Record highs likely
Published 8:35 pm Friday, July 23, 2010
Friday morning, the National Weather Service issued a heat advisory in response to high temperatures and high humidity, but the weather exceeded even those expectations.
The heat index, originally forecast to be between 105 and 109 degrees, soared to 115 degrees, according to the Suffolk Executive Airport’s weather station records. Isolated thunderstorms in the area gave some folks relief from the temperatures, but the heat isn’t expected to lift anytime soon.
“There’s a large high pressure area over the entire east coast,” National Weather Service meteorologist Rick Curry said. “We’re expecting the 100-degree mark to be met through Sunday, at which point we could see a cold front come in and provide a few degrees of relief.”
Until then, Suffolk could see record highs today and Sunday with high temperatures forecast by the National Weather Service to be 101 degrees, without the heat index, both days.
The heat index is based on a formula that includes the temperature and dew point. When the heat index reaches 105 degree or more, a heat advisory is issued.
On Friday, the temperature reached 100 degrees with 79-degree dew point.
A dew point of more than 72 degrees is considered tropical, “and we were far over that,” Suffolk Airport manager Kent Marshall said. “That’s pretty bad.”
Official historical data is not available for Suffolk through the National Weather Service, but according to The Weather Channel, the record high temperature for Friday, July 23 is 101 degrees recorded in 1952. The record high for July 24 is 96 degrees, reached in 1972, and the record high for July 25 is 98 degrees, recorded in 2004.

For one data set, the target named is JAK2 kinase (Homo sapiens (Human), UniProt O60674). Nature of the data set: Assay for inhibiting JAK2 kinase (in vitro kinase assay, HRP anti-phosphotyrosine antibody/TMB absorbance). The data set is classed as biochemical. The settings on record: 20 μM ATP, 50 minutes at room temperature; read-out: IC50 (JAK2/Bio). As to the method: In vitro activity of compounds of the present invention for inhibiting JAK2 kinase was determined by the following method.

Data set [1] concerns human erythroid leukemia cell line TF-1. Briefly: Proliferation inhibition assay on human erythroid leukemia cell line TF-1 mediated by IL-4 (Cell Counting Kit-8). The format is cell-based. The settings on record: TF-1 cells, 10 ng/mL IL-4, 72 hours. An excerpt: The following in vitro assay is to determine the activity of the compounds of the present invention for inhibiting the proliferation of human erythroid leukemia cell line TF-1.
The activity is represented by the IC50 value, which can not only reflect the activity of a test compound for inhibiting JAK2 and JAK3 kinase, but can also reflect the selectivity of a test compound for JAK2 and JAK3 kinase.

According to The Weather Channel, the average high for all three days is 88 degrees.
Even Friday’s thunderstorms failed to provide substantial relief from the hot, dry conditions, NWS meteorologist Brian Hurley said.
“The rain is common with the high temperatures and high humidity, because of the instability it creates,” Hurley said. “There will be some pockets of areas that get rain, but nothing substantial. Most the rain will be in North Carolina, where they might get one to two-and-a-half inches of rain, but Suffolk and Chesapeake will probably only get up to three-quarters of an inch, if that.”
In light of the weather and heat advisory that was issued, officials reminded people to stay hydrated and minimize time in the sun, but PETA also reminds people to watch out for their pets and offered the following tips:
– Keep dogs inside: Unlike humans, dogs can only sweat through their footpads and cool themselves by panting. Soaring temperatures can cause heat stress and be physically damaging or fatal.
– Water and shade: If dogs must be left outside, they should be supplied with ample water and shade, and the shifting sun needs to be taken into account.
– Walk, don’t run: In very hot, humid weather, never exercise dogs by cycling while they try to keep up or by running them while you jog. Dogs will collapse before giving up, at which point it may be too late to save them.
– Avoid parked cars: Never leave a dog in a parked car in warm weather, even for short periods with the windows slightly open. Dogs trapped inside parked cars can succumb to heatstroke within minutes — even if the car isn’t parked in direct sunlight.
– Hot pavement: Dogs’ footpads easily burn on heated asphalt, pavement, and sand. Test the road surface with your hand before walking a dog while the sun is out.
– Pickups: Never transport dogs in the bed of a pickup truck. This practice is dangerous because animals can catapult out of the truck bed on a sudden stop or choke if they jump out while they’re tied up. During hot weather, dogs’ feet and bellies also can get burned on the metal.
– Stay alert and save a life: Keep an eye on all outdoor dogs. Make sure that they have adequate water and shelter. If you see a dog in distress, contact humane authorities right away and give the dog immediate relief by providing water.